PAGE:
This minor planet was named after English astronomer Gerald Merton (1893–1983),[2] who was president of the British Astronomical Association between 1950 and 1952.[13] The official naming citation was mentioned in The Names of the Minor Planets by Paul Herget in 1955 (H 119).[2]

References[edit]

  1. ^ a b c d "JPL Small-Body Database Browser: 1299 Mertona (1934 BA)" (2016-11-23 last obs.). Jet Propulsion Laboratory. Retrieved 7 July 2017. 
  2. ^ a b c d Schmadel, Lutz D. (2007). Dictionary of Minor Planet Names – (1299) Mertona. Springer Berlin Heidelberg. p. 107. ISBN 978-3-540-00238-3. Retrieved 18 January 2017. 
  3. ^ a b c d e f "LCDB Data for (1299) Mertona". Asteroid Lightcurve Database (LCDB). Retrieved 18 January 2017. 
  4. ^ a b c Masiero, Joseph R.; Mainzer, A. K.; Grav, T.; Bauer, J. M.; Cutri, R. M.; Dailey, J.; et al. (November 2011). "Main Belt Asteroids with WISE/NEOWISE. I. Preliminary Albedos and Diameters". The Astrophysical Journal. 741 (2): 20. arXiv:1109.4096Freely accessible. Bibcode:2011ApJ...741...68M. doi:10.1088/0004-637X/741/2/68. Retrieved 18 January 2017. 
  5. ^ a b c d Mainzer, A.; Grav, T.; Masiero, J.; Hand, E.; Bauer, J.; Tholen, D.; et al. (November 2011). "NEOWISE Studies of Spectrophotometrically Classified Asteroids: Preliminary Results" (PDF). The Astrophysical Journal. 741 (2): 25. arXiv:1109.6407Freely accessible. Bibcode:2011ApJ...741...90M. doi:10.1088/0004-637X/741/2/90. Retrieved 18 January 2017. 
  6. ^ a b c d Usui, Fumihiko; Kuroda, Daisuke; Müller, Thomas G.; Hasegawa, Sunao; Ishiguro, Masateru; Ootsubo, Takafumi; et al. (October 2011). "Asteroid Catalog Using Akari: AKARI/IRC Mid-Infrared Asteroid Survey". Publications of the Astronomical Society of Japan. 63 (5): 1117–1138. Bibcode:2011PASJ...63.1117U. doi:10.1093/pasj/63.5.1117. Retrieved 18 January 2017.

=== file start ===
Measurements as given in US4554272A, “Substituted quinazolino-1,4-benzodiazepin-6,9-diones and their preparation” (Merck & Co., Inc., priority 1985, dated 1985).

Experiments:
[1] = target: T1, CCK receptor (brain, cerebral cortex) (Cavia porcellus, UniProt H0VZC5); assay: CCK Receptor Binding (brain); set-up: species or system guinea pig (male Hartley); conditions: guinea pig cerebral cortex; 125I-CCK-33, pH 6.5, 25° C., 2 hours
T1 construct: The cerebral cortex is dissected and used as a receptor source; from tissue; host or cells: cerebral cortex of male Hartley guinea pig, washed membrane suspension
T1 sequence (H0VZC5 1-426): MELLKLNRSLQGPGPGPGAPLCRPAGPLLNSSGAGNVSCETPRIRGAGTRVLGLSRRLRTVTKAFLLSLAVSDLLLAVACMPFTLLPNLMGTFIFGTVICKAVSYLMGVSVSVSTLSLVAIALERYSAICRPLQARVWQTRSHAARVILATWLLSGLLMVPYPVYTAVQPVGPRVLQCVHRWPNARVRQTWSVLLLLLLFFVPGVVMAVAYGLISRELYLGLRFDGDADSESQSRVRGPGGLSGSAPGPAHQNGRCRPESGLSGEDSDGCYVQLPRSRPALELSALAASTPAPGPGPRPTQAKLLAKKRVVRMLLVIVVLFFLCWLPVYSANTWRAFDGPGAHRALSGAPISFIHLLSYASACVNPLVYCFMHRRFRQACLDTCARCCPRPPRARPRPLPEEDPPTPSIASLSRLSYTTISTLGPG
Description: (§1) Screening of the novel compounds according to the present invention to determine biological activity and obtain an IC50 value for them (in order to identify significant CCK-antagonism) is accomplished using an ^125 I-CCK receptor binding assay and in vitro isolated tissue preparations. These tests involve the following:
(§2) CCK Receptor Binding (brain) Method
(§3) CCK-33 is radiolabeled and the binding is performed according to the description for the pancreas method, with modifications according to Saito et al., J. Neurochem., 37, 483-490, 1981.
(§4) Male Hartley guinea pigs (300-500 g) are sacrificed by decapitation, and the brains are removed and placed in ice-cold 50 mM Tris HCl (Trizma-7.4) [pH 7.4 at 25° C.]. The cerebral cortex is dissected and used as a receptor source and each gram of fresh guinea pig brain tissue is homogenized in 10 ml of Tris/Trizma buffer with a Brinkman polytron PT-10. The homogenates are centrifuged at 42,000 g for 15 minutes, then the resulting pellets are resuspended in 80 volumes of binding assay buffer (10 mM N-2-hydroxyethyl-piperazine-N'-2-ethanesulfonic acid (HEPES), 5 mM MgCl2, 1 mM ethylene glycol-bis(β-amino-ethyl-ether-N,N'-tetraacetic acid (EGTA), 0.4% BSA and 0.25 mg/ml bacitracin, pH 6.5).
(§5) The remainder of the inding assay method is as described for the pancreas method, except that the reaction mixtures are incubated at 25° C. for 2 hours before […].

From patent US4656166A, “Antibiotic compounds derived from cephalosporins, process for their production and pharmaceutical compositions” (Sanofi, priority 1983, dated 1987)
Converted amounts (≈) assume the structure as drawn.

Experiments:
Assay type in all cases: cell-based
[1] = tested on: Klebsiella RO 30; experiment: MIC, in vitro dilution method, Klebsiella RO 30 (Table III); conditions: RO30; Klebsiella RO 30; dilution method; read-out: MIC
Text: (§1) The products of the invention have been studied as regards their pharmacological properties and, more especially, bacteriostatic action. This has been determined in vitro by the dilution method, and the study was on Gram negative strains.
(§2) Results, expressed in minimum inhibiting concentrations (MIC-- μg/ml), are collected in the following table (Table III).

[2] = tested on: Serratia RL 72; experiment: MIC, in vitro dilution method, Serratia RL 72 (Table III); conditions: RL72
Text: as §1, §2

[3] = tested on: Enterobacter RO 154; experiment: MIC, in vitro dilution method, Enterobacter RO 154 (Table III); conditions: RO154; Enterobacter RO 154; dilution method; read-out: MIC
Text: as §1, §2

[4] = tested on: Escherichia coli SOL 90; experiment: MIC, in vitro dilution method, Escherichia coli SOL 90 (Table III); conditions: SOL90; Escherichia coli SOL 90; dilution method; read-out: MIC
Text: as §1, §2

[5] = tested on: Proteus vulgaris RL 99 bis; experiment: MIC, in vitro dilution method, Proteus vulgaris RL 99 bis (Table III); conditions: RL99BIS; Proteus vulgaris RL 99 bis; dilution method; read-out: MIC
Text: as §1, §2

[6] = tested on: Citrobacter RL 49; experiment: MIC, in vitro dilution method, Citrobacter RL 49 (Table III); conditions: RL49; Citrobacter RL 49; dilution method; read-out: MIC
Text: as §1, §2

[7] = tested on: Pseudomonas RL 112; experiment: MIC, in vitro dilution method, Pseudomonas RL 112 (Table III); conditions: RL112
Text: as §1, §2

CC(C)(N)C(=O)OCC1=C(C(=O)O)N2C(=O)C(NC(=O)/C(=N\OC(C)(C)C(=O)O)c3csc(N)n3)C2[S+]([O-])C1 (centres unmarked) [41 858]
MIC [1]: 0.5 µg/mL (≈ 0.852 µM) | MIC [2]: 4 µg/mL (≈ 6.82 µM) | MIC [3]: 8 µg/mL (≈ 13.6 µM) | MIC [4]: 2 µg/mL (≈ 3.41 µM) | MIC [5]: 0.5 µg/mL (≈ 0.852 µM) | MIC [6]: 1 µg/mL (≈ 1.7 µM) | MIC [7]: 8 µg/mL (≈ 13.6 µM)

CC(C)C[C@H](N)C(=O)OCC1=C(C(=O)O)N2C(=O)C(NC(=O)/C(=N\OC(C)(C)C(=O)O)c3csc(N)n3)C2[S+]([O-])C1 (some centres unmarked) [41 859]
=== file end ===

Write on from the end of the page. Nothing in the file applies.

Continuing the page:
7. ^ a b Durech, J.; Hanus, J.; Oszkiewicz, D.; Vanco, R. (March 2016). "Asteroid models from the Lowell photometric database". Astronomy and Astrophysics. 587: 6. arXiv:1601.02909Freely accessible. Bibcode:2016A&A...587A..48D. doi:10.1051/0004-6361/201527573. Retrieved 18 January 2017. 
  8. ^ a b Monson, Andy; Kipp, Steven (December 2004). "Corrigendum: Rotational periods of asteroids 1165 Imprinetta, 1299 Mertona 1645 Waterfield, 1833 Shmakova, 2313 Aruna, and (13856) 1999 XZ105". The Minor Planet Bulletin. 31 (4): 97. Bibcode:2004MPBu...31...97M. ISSN 1052-8091. Retrieved 18 January 2017. 
  9. ^ a b Klinglesmith, Daniel A., III; Hanowell, Jesse; Risley, Ethan; Turk, Janek; Vargas, Angelica; Warren, Curtis Alan (July 2014). "Lightcurves for Inversion Model Candidates". The Minor Planet Bulletin. 41 (3): 139–143. Bibcode:2014MPBu...41..139K. ISSN 1052-8091. Retrieved 18 January 2017. 
  10. ^ a b c Waszczak, Adam; Chang, Chan-Kao; Ofek, Eran O.; Laher, Russ; Masci, Frank; Levitan, David; et al. (September 2015). "Asteroid Light Curves from the Palomar Transient Factory Survey: Rotation Periods and Phase Functions from Sparse Photometry". The Astronomical Journal. 150 (3): 35. arXiv:1504.04041Freely accessible. Bibcode:2015AJ....150...75W. doi:10.1088/0004-6256/150/3/75. Retrieved 18 January 2017. 
  11. ^ a b Behrend, Raoul. "Asteroids and comets rotation curves – (1299) Mertona". Geneva Observatory. Retrieved 18 January 2017. 
  12. ^ a b "1299 Mertona (1934 BA)". Minor Planet Center. Retrieved 18 January 2017. 
  13. ^ British Astronomical Association List of Members, 1969 April 30, London: British Astronomical Association, 1969, p. 116 

External links[edit]